I’ve paddled the Wye Island Regatta in Maryland several times which is a 13.1 mile, open water race around Wye Island and the Lehigh Classic Whitewater race in Pennsylvania which was a terrifying experience for me because I chose the wrong boat which was way too tippy for Class III rapids. I got home after that race and immediately told my wife I needed a shower to wash off all the fear and regret.
I’ve paddled in some other races that no longer exist, and in 2016 paddled the Cumberland River Challenge in Kentucky. That 15-mile race was an absolute hoot because of the great people I met there who made me feel especially welcomed as an outsider. I managed to set a new race record in that race and as a result met and shook hands with the mayor of Barborville, KY at a finish line awards ceremony as he presented me with a commemorative, Overall Winner wooden paddle with brass plaque to place on my mantle. How often do you get the opportunity to shake hands with the mayor of Barbourville, KY, for goodness sake?
Last but certainly not least is the James River Rundown, which to my knowledge is the longest race on the East Coast. I set the 40-mile race record there in 2015, came in 2nd place to Paddling Buddy Dave in the 100-miler in 2016 and tied for 3rd place with a wonderful man named Bill Crawford last year in the 120-miler that started in Lynchburg and ended at Tucker Park in Goochland County. Bill and I paddled neck and neck for nearly 70 miles and became instant friends even though we started out as competitors.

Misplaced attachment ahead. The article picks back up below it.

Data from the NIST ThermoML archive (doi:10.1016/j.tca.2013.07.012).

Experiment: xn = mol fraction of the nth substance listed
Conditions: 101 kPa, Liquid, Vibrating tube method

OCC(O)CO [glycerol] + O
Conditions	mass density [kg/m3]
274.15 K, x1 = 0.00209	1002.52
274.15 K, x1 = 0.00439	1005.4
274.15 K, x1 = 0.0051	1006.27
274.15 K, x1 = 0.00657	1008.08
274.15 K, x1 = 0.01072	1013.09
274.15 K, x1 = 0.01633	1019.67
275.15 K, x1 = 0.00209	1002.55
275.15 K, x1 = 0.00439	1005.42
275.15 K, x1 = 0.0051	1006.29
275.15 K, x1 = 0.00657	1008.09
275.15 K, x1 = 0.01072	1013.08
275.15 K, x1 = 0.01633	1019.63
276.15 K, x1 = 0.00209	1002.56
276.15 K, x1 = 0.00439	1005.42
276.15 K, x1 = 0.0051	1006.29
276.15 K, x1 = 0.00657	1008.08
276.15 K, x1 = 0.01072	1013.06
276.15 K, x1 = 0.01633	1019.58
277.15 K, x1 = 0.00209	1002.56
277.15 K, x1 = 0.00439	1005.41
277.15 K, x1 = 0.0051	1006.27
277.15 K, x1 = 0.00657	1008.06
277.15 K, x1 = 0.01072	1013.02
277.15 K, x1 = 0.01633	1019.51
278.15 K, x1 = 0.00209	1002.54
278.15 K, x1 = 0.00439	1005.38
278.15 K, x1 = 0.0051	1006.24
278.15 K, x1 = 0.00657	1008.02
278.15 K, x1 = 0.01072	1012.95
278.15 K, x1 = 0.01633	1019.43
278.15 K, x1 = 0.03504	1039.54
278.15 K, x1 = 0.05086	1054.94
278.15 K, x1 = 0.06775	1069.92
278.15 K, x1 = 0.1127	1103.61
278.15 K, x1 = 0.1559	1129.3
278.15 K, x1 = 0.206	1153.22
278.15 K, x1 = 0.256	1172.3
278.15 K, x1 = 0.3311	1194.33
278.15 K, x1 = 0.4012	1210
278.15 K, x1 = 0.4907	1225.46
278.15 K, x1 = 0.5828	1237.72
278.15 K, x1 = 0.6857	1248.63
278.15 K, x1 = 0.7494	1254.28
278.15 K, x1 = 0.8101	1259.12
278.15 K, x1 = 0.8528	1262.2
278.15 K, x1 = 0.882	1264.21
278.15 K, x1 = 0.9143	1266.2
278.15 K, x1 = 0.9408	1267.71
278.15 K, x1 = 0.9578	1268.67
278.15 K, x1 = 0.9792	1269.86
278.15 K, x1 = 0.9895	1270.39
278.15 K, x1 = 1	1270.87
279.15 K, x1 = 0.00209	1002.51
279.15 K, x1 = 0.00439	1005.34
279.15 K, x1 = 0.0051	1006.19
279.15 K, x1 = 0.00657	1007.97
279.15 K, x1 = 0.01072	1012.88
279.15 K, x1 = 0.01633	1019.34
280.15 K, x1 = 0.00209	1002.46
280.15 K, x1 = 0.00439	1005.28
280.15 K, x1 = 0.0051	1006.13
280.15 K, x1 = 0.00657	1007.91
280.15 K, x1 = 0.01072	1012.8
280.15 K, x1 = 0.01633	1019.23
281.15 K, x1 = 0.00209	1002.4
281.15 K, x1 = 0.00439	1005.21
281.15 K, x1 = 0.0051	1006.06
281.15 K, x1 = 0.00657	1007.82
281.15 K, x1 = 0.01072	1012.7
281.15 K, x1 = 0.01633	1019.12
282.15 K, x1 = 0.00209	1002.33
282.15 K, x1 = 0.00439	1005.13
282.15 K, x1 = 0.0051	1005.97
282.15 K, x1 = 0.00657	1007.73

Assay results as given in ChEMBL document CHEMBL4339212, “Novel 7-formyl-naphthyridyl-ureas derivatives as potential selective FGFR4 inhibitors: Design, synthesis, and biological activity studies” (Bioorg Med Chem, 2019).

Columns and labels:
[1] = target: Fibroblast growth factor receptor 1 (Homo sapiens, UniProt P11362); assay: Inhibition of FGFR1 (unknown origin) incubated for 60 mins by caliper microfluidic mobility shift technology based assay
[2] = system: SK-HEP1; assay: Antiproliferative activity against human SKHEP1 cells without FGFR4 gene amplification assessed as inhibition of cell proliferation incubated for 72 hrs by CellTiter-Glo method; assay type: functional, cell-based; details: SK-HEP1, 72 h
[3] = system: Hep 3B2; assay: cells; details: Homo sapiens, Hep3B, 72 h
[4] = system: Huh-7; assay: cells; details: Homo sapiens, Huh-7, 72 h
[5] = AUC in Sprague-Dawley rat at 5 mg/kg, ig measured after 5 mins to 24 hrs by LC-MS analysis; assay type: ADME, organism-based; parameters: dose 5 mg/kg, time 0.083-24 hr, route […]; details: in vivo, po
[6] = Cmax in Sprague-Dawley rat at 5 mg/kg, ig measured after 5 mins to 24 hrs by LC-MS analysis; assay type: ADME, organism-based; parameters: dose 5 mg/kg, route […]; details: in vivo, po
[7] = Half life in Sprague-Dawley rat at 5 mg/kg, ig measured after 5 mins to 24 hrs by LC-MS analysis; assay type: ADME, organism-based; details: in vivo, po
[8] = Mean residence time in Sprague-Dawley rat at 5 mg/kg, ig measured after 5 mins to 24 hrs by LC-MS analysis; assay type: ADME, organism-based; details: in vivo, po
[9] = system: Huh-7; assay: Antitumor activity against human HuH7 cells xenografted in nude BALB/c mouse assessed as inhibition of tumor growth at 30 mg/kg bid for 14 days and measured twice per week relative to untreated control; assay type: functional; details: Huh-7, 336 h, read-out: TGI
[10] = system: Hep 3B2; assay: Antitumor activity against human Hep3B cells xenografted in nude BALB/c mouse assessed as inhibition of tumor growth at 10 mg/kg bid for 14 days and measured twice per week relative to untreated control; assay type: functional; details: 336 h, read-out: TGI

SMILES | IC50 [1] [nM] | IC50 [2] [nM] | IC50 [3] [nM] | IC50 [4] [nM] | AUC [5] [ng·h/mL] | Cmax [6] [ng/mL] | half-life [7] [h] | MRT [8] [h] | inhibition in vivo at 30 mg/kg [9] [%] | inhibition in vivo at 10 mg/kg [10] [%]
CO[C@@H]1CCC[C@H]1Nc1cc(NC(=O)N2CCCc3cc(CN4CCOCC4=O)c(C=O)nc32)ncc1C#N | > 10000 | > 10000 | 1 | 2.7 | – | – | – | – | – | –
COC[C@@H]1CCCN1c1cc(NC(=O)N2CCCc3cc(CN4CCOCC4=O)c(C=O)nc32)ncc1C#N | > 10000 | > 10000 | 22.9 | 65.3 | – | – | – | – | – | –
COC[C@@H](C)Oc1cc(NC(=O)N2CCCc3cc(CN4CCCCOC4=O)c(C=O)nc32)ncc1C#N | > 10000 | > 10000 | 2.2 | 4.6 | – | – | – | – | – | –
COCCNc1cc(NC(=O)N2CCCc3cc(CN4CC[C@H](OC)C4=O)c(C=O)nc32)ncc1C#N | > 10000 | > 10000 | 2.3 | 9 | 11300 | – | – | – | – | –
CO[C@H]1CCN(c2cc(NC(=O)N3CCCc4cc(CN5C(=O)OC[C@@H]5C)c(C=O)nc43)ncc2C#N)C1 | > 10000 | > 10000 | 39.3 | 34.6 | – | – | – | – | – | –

The James River Rundown was my first experience paddling an ultra-marathon race and it is certainly quite different than paddling the 6.2 mile Rivanna River race. The Rivanna race is more of an all-out sprint but when you paddle the longer races a lot more planning, strategy, preparation, nutrition and other factors come into play. During the long races you put your body into auto pilot paddling while your mind focuses on everything else. It is a very different experience where all those base, training miles pay dividends.
Probably the next level goal is to paddle in the Missouri River 340 race. I’ll let you know how that goes when it happens.
UB: Anything else you want to say about kayaking, or being outdoors in Charlottesville/Albemarle?
DTK: Kayaking is better than therapy or a social networking site.
I’ve made good friends through the sport and last year was contacted by Los Angeles-based celebrity fitness trainer and best-selling author, Vinnie Tortorich, who reached out to me to help him train for a 100-miler he’s preparing to do in Louisiana. I now consider Vinnie a friend and look forward to paddling with him and alligators down Bayou LaFourche in Louisiana later this year. We’re doing it on a diet absent of sugars and grains and it promises to be a unique experience.
The Charlottesville area is a wonderful area for training and being outdoors. I can ride my road bike on some of the back roads and see some of the most majestic views, climb up into the Blue Ridge Mountains for unforgettable hikes and paddle any one of the numerous rivers or lakes…and maybe even do all of that in one day. Please don’t tell anyone about the fly fishing on the Rapidan River near Camp Hoover. That place is so special I want to keep it to myself.